3. 3. 2 Diagnosis SIRS Two or more of the following: •Temp >38°C or <36 °C •Heart rate > 90 bpm •Resp rate > 20 bpm or PCO2 < 32 mm Hg •WBC >12k or < 4k or >10% bands Early LAB Clues •Glucose > 120 mg/dL •Creatinine increase > 0.5 mg/dL •INR > 1.5 or aPTT > 60s •Thrombocytopenia < 100,000 •Hyperbilirubinemia > 4 mg/dL •Lactate level > 1mmol/L Balk RA - Dis Mon - 01-APR-2004; 50(4): 168-213 Sepsis SIRS with documented or presumed infection Severe Sepsis Sepsis and organ dysfunction: may include but not limited to lactic acidosis, oliguria, AMS Septic Shock Sepsis induced hypotension SBP < 90 mm Hg or > 40 mm Hg drop from baseline not relieved with fluids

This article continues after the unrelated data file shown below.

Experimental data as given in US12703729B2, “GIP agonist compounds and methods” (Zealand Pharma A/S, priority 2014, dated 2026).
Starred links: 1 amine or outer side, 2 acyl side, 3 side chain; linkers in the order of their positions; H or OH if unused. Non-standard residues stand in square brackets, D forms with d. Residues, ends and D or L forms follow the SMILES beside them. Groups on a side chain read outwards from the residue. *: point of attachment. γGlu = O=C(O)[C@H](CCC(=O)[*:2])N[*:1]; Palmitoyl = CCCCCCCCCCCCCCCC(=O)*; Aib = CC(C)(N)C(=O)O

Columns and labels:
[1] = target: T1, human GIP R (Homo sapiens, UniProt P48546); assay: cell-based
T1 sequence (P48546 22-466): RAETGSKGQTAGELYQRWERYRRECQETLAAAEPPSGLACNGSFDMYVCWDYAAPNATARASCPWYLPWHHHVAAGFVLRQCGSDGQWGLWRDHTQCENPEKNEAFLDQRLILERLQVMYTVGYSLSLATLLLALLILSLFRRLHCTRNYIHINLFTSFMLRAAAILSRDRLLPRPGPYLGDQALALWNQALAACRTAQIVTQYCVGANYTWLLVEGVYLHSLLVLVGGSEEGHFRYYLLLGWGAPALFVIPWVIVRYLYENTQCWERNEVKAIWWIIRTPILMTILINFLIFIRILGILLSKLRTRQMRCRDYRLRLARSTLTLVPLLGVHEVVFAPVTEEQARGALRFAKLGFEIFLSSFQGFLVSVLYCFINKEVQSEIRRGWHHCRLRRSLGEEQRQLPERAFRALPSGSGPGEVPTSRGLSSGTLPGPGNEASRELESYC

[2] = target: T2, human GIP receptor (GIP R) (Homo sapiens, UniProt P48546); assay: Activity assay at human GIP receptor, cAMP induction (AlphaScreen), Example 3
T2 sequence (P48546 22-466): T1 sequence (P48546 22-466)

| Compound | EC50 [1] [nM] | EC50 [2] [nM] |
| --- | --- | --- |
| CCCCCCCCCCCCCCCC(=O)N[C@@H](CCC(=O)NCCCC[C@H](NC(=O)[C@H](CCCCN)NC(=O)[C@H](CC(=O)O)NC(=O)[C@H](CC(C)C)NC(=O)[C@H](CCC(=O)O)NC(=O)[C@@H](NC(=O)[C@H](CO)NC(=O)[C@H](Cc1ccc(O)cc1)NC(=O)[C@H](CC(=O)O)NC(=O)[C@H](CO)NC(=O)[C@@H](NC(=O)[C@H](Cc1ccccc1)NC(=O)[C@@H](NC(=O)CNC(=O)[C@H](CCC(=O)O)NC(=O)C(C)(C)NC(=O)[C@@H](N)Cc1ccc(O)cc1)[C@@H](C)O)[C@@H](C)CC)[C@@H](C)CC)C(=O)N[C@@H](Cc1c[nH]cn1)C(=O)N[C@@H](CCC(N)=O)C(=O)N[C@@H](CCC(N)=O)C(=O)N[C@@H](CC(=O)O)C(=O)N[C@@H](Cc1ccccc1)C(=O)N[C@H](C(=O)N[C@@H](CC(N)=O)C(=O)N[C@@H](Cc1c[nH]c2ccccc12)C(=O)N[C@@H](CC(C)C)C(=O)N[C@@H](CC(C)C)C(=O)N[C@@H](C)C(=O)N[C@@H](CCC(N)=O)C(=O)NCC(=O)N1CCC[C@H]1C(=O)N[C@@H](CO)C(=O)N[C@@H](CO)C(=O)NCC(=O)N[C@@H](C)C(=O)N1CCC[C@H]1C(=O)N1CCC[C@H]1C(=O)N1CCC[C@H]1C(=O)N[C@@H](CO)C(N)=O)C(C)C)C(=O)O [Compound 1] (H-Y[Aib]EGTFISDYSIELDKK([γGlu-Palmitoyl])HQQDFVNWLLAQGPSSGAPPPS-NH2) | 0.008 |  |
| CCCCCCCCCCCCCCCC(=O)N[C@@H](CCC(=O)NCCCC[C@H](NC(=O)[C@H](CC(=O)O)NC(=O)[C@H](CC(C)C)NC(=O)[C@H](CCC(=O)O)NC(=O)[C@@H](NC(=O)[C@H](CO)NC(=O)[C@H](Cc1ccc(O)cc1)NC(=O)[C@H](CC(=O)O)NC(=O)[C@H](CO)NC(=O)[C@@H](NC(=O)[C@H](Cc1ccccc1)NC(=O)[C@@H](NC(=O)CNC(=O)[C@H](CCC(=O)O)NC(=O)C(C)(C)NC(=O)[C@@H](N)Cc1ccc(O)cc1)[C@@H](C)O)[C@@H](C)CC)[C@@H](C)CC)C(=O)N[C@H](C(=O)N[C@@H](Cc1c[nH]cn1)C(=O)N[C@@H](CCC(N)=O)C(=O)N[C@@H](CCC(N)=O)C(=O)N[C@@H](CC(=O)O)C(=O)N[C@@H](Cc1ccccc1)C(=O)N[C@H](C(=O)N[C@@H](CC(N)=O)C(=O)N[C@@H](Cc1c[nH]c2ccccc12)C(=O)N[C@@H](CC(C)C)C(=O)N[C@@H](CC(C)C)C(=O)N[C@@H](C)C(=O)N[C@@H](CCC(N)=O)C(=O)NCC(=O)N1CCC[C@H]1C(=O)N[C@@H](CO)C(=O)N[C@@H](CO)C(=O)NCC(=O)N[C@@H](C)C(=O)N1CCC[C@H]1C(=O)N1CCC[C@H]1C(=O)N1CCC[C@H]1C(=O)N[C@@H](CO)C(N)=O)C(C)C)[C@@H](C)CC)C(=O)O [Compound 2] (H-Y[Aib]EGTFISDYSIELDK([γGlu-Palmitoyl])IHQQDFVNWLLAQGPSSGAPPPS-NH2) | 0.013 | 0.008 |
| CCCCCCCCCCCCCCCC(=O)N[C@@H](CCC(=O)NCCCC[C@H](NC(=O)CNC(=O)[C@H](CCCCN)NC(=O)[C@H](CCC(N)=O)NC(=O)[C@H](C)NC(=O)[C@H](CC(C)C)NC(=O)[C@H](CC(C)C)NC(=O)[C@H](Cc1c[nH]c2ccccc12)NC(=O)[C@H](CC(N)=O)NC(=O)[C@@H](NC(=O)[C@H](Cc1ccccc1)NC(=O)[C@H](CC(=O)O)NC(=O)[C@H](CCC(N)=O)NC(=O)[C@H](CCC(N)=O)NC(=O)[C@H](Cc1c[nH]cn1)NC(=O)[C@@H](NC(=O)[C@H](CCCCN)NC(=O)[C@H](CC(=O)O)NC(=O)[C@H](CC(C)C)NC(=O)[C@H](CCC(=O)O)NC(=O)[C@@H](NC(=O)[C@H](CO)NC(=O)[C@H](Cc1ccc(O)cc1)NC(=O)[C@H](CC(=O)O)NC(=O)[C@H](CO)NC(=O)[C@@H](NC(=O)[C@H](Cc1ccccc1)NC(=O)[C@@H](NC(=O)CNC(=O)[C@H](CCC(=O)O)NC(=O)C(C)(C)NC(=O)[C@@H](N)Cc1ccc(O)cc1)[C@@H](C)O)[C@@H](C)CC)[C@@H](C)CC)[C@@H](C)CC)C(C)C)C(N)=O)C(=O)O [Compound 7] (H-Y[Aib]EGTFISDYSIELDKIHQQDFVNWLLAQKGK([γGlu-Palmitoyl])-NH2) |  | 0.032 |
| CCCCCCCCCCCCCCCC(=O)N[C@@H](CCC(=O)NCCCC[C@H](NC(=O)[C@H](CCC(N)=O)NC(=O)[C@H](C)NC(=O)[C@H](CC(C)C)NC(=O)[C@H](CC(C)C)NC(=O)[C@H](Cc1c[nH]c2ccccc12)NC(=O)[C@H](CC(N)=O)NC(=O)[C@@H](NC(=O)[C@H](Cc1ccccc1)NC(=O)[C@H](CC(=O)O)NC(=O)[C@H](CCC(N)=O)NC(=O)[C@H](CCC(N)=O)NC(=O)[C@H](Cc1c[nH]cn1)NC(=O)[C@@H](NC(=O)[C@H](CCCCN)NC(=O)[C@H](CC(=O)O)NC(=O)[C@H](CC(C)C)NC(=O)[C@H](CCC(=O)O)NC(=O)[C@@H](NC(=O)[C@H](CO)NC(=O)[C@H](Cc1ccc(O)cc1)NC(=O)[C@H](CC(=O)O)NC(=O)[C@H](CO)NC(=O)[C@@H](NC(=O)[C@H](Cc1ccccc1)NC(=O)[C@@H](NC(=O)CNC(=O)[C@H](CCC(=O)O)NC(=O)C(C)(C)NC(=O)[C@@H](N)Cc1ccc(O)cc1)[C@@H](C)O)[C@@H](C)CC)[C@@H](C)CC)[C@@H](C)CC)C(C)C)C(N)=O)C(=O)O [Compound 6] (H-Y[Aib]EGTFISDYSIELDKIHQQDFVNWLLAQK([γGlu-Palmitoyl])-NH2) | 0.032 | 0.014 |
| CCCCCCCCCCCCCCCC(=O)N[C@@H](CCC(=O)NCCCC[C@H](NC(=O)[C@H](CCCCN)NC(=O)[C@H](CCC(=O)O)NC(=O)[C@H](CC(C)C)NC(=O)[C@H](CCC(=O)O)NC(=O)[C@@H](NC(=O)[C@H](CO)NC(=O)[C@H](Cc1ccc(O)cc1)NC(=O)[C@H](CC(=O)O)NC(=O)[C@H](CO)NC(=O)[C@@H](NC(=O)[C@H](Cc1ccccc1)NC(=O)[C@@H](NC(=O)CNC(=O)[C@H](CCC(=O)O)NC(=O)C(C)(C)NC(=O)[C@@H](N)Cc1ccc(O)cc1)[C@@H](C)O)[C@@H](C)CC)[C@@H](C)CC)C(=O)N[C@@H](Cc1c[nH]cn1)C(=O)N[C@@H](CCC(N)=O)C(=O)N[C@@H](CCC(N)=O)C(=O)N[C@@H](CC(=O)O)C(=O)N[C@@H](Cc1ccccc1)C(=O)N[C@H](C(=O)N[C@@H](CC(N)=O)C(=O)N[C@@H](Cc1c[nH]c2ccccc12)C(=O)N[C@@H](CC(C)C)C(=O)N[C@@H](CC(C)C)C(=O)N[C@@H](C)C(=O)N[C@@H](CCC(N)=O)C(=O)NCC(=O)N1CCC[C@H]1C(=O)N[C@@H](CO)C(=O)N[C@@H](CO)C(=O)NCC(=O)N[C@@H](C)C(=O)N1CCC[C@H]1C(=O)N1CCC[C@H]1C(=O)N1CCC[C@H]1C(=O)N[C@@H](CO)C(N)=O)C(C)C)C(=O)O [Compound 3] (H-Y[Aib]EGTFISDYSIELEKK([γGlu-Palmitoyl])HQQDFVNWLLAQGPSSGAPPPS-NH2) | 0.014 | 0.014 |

4. 4. 3 Steps to Treating Sepsis Diagnosis Suspected Antibiotics Sites of Infection •Lung- 45% •Abdomen- 17% •Urinary tract- 10% •Undetermined- 20-30%N Engl J Med 340(3):207 Outcomes In a series of patients with Gram negative sepsis those treated with appropriate antibiotics had a mortality of 18% compared to the inappropriate group - 34% Bochud PY - Crit Care Med - 01-NOV-2004; 32(11 Suppl): S495-512 Goals •Search for a source and control it ASAP •Drain any infected fluid •Debride infected tissue •Remove infected devices Marshall JC - Crit Care Med - 01-NOV-2004; 32(11 Suppl): S513-26 Recommendations •Administer antibiotics in the ED within 1 hour of sepsis diagnosis •Initial broad coverage tailored to the potential source •Consider resistance patterns in nursing home patients and patients on prior antibiotics Rivers EP - CMAJ - 25-OCT-2005; 173(9): 1054-65 Steps to Treating Sepsis Diagnosis Suspected Antibiotics Hemodynamic s